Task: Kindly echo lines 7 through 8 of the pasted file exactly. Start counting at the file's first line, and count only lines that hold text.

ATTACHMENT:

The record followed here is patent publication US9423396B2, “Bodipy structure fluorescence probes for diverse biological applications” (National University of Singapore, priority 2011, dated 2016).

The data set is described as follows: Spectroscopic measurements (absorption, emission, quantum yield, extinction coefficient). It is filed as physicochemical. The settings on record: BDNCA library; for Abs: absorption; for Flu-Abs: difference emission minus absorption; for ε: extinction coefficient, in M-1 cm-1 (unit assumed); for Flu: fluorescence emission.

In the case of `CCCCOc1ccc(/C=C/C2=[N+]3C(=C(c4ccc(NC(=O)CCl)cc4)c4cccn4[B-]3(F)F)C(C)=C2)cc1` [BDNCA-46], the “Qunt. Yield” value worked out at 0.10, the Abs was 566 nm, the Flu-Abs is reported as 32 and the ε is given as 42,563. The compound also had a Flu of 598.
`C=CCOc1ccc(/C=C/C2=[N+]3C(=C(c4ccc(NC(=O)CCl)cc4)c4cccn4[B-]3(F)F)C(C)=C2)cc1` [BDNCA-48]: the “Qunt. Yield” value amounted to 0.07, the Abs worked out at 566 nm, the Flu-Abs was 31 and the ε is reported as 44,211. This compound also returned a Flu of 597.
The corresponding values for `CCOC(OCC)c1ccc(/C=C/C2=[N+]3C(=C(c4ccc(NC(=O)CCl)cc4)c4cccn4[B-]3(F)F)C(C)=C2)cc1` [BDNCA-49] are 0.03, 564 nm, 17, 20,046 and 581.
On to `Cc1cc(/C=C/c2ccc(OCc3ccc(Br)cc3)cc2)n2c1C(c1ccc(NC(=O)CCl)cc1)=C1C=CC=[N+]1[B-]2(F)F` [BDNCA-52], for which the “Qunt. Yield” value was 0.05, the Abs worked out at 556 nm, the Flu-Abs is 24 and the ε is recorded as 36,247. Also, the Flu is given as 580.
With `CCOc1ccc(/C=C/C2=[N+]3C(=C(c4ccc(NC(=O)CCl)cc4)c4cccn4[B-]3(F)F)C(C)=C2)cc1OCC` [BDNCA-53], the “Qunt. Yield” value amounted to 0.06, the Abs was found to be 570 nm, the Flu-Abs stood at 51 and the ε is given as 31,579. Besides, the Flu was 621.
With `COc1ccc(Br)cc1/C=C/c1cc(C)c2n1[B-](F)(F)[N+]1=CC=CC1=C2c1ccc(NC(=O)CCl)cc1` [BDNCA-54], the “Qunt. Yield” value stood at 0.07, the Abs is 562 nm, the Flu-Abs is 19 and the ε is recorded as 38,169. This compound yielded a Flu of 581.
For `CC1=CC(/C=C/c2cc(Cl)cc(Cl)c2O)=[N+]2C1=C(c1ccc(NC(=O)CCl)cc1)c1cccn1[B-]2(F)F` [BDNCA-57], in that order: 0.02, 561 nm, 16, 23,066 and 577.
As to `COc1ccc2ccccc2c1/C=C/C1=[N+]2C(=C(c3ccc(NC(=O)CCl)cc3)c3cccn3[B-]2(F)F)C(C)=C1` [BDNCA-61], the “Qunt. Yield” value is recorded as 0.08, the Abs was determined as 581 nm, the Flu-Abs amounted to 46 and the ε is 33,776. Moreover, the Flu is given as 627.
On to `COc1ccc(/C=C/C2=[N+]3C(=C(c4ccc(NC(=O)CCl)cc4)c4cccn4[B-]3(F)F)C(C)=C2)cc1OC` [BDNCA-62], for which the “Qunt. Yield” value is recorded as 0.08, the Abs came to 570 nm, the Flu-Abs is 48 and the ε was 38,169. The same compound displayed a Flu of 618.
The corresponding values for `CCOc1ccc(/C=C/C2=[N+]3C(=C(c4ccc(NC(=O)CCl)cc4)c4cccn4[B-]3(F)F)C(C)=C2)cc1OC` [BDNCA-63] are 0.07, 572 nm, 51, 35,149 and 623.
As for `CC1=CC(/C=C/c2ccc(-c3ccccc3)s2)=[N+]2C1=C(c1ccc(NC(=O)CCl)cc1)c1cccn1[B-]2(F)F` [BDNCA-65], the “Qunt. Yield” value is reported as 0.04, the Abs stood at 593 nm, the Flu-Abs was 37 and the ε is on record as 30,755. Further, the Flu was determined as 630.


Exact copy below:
With `CCOc1ccc(/C=C/C2=[N+]3C(=C(c4ccc(NC(=O)CCl)cc4)c4cccn4[B-]3(F)F)C(C)=C2)cc1OCC` [BDNCA-53], the “Qunt. Yield” value amounted to 0.06, the Abs was found to be 570 nm, the Flu-Abs stood at 51 and the ε is given as 31,579. Besides, the Flu was 621.
With `COc1ccc(Br)cc1/C=C/c1cc(C)c2n1[B-](F)(F)[N+]1=CC=CC1=C2c1ccc(NC(=O)CCl)cc1` [BDNCA-54], the “Qunt. Yield” value stood at 0.07, the Abs is 562 nm, the Flu-Abs is 19 and the ε is recorded as 38,169. This compound yielded a Flu of 581.